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E-Pluribus | October 2, 2023
One Supreme Court justice's take on the First Amendment; utopianism by any other name; and a look back at 180ism.
A round-up of the latest and best writing and musings on the rise of illiberalism in the public discourse:
James Taranto & David B. Rivkin Jr.: Justice Alito’s First Amendment
As James Taranto & David B. Rivkin Jr. tell it at the Wall Street Journal, Supreme Court Justice Samuel Alito’s view of free speech and the First Amendment makes him unique among his peers. When the framers wrote some of the most famous words in the English language in the late 1800s, were they advocating anything goes, or was their focus more narrow? Per Justice Alito, political speech deserves far more deference from the Constitution than more pedestrian realms of expression.
One of America’s great First Amendment pieties holds that the Constitution protects “the principle of free thought—not free thought for those who agree with us, but freedom for the thought that we hate.”
That observation comes from Justice Oliver Wendell Holmes’s dissent in U.S. v. Schwimmer (1929). A subtly more sweeping variation—you might call it the anything-goes theory of the First Amendment—is that any limit on speech opens the door to broad censorship, and therefore if the courts protect speech that has no obvious value, we can be confident of their vigilance against limiting speech that really matters.
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Justice Samuel Alito . . . vigorously rejects the anything-goes theory. “The First Amendment was not intended to prohibit any regulation of speech,” he said in a Journal interview on July 7. On occasion that view has left him alone in dissent against a free-speech claim.
Even so, in the vast majority of cases he’s a strong defender of the freedom of speech. He accepts Holmes’s dictum and cited it in Matal v. Tam (2017), in which the court held that the government had violated a rock band’s constitutional rights by denying its trademark application for its racially insensitive name.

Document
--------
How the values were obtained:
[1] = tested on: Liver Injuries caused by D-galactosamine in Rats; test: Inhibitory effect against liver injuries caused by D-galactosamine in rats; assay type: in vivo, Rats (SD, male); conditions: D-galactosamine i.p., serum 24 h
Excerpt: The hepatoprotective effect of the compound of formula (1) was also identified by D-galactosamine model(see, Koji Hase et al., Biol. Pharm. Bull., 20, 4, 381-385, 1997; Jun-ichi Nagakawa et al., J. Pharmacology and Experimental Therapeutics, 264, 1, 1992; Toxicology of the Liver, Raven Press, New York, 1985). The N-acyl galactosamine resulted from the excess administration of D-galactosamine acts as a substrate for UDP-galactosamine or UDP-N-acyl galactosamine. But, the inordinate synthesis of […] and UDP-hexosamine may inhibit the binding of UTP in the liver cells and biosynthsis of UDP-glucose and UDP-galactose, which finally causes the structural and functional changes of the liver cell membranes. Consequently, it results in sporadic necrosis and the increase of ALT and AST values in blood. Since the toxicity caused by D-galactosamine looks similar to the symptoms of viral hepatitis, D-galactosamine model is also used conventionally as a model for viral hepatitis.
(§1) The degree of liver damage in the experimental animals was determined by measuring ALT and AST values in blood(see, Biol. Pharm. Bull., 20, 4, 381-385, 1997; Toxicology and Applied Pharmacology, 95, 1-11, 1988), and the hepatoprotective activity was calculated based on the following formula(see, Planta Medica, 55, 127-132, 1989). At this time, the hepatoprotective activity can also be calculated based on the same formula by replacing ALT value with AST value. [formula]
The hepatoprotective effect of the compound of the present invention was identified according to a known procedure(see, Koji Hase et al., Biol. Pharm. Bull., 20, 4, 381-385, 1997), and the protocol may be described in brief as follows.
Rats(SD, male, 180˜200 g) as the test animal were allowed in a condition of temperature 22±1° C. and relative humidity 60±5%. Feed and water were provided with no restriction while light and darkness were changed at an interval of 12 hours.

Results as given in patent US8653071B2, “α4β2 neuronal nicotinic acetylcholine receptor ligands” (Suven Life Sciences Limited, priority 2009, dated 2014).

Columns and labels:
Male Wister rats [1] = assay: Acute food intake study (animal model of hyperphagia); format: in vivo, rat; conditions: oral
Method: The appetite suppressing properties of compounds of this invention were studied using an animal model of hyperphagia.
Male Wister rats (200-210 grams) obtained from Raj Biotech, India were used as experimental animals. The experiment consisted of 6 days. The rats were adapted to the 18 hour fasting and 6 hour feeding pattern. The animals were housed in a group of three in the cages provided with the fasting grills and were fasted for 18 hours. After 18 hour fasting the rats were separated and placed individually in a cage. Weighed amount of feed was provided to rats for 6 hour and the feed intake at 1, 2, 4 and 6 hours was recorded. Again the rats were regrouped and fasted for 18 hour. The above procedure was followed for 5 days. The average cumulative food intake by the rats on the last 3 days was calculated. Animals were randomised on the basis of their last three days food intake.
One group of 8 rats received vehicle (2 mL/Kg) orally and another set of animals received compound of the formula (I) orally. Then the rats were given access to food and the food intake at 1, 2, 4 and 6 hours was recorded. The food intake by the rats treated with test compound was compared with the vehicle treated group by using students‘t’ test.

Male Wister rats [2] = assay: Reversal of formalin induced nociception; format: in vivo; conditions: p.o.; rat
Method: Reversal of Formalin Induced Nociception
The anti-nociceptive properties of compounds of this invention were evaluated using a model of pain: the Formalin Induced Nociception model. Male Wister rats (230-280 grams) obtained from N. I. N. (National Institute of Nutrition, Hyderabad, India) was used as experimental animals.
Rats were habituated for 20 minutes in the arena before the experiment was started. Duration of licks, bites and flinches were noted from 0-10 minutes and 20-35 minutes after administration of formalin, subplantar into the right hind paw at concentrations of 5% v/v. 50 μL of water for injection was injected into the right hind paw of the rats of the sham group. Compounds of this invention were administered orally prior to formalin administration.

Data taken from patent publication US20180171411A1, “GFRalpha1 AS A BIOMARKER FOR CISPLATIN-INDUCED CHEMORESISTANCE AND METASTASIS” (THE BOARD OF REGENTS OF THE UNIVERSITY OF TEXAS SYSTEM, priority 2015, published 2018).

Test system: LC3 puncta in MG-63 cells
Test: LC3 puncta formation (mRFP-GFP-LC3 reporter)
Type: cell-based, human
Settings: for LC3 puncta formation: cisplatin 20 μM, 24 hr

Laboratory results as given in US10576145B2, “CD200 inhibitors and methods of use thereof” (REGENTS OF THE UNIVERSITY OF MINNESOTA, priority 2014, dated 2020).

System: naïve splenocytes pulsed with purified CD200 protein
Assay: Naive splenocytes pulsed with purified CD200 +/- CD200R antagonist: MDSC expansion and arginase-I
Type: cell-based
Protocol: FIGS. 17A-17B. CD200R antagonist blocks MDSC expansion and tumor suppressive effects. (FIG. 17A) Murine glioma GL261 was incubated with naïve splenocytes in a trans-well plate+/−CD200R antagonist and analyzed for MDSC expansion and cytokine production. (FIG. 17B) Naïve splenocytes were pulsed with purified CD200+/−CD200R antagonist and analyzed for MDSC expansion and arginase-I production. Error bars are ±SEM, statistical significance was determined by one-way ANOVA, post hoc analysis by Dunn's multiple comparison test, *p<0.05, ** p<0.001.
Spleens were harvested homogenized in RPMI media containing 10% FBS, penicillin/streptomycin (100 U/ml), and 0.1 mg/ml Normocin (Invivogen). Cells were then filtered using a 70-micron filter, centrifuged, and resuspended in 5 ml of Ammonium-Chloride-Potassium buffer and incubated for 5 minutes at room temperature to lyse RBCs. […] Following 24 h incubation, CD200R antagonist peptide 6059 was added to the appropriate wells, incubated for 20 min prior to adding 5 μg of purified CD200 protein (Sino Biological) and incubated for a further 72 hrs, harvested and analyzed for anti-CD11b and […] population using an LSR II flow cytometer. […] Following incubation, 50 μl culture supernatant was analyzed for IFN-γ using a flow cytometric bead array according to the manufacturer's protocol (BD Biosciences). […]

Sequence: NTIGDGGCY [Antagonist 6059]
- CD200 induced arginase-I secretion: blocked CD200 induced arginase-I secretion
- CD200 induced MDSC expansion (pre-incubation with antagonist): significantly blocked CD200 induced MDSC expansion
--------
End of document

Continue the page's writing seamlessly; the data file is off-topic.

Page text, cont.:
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When the court first heard Citizens United in 2009, Justice Alito asked Deputy Solicitor General Malcolm Stewart if federal campaign-finance laws applied to books. When Mr. Stewart said they did, Justice Alito got to the heart of the matter: “The government’s position is that the First Amendment allows the banning of a book if it’s published by a corporation?” Rearguing the case a few months later, then Solicitor General Elena Kagan admitted: “The government’s answer has changed.”
Yet Justice Alito has rejected free-speech claims when “what we were dealing with was speech that had little if any value, and there were established and cabined rules for saying that it shouldn’t be protected in those cases,” he says. He wasn’t yet on the court when it decided Free Speech Coalition but cites a “trilogy of cases” in which he dissented on this basis[.] [ U.S. v. Stevens (2009), Snyder v. Phelps (2011), U.S. v. Alvarez (2012)]
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As he deliberated over these cases, Justice Alito weighed the anything-goes approach. “I did think at the time of those decisions: You know, my colleagues might have something,” he says. “If we say that . . . free speech has to prevail even in these outrageous situations, maybe in a later case, when what’s involved is important speech, they’ll hold firm, they’ll resist the pressure to give in.”
Read the whole thing.
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Jonah Goldberg: Who Wants to Buy a Monorail?
Politics is often described as the art of compromise, but the further out from the middle of the ideological spectrum one goes in either direction, the less likely compromise becomes. One manifestation of that phenomenon is the “soft utopianism” Jonah Goldberg describes in his latest G-File at The Dispatch. Just wanting everything to be perfect is great, but realities cannot simply be wished away, Goldberg writes.
Soft utopianism depends on the “seen” with no consideration of the “unseen.” This is a reference to Frédéric Bastiat’s parable of the broken window. In his story, someone breaks a shop window and someone sagaciously spins this as a good thing because it will create work for the windowmaker. Bastiat’s point is that this is true. But it misses the fact that the shop owner will have to spend money to fix the window that he could have spent on something else.